The colors of anthers in heterantherous Melastomataceae tend to differ between the large set (usually pollen placing) and the small set of stamens (usually pollen rewarding) (Luo et al., 2008). Anther color dimorphism was confirmed in T. carinatus. Previously, the anthers of different species of Tessmannianthus have been described as all being yellow on collector labels and therefore in the protologue of T. carinatus (Almeda 1989). The finding here of different colored stamens may apply to other species in the genus. It should be noted that stamen color change is known to occur in several Melastomataceae such as Leandra subseriata Gleason and Miconia mirabilis (Aubl.) L.O. Williams (obs. pers.). The main reason why stamen color change likely does not occur in T. carinatus is that both sets of stamens differed in color at anthesis and do not show evidence of color change. The position of the large set of stamens in fresh material is documented here in detail and is highly unusual and perhaps unique among heterantherous Melastomataceae. The lateral, large set of stamens have a conspicuous filament geniculation that enables them to bend towards the outside of the flower. This positioning of the lateral stamens  was not observed in the uppermost stamen which presented an almost unbent filament geniculation. It remains to be determined if the position of the stamens observed in T. carinatus is the rule or the exception in the genus and how exactly these awkwardly positioned stamens interact with the bee visitors.

Styloid crystals are elongate calcium oxalate crystals and are not common in the Melastomataceae. They are said to be common in the tribe Henrietteeae (Penneys et al. 2010) and have also been recorded in the tribe Astronieae (Baas 1981). The finding of elongated styloid crystals in the flowers of Tessmannianthus carinatus as well as anther apices that diverge into two pores in the small set of stamens, suggest a relationship to the tribe Astronieae and challenges previous suggestions of a placement if Tessmannianthus in the Merianieae. This is the first report of these crystals in flowers of the genus Tessmannianthus. Styloid crystals had only been previously reported in the wood anatomy of Tessmannianthus calcaratus (ter Welle & Koek-Norman 1981).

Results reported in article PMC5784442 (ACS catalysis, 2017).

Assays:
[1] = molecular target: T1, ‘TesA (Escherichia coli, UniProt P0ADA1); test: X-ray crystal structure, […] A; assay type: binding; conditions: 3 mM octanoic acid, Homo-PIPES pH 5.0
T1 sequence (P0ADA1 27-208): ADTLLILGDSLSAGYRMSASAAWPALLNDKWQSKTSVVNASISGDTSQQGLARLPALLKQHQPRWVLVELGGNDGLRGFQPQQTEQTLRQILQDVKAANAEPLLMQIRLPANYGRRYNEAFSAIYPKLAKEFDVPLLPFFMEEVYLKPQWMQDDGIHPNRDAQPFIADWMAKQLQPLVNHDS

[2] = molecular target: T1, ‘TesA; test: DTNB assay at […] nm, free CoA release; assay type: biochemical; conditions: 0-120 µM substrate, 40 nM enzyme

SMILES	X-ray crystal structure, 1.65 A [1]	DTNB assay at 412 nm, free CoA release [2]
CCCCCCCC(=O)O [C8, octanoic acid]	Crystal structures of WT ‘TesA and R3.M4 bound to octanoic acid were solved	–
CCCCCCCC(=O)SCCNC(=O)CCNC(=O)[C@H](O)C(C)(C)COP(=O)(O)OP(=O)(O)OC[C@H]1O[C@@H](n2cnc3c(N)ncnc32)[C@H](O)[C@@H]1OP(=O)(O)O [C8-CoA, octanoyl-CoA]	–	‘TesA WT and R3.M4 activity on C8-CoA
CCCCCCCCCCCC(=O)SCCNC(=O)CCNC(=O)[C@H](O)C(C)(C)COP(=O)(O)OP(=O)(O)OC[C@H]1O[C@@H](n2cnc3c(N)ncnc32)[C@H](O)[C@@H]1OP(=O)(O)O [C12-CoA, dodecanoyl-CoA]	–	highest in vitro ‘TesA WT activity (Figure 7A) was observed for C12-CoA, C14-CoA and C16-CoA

When the phylogenetic placement of Tessmannianthus is determined, it will reveal if styloid crystals evolved independently in Tessmannianthus or, if the latter genus is placed within a clade comprised of the tribes Astronieae and Henrietteeae, then confirming these crystals might have evolved only once in the Melastomataceae.


I wish to thank Carmen Galdames, Mireya Correa and Maria Stapf at the Smithsonian Institution in Panama for logistical support. Also thanks to Janelle Burke for assistance in the field. Support for this research comes from National Science Foundation grant DEB-0818399 (Planetary Biodiversity Inventory: Miconieae).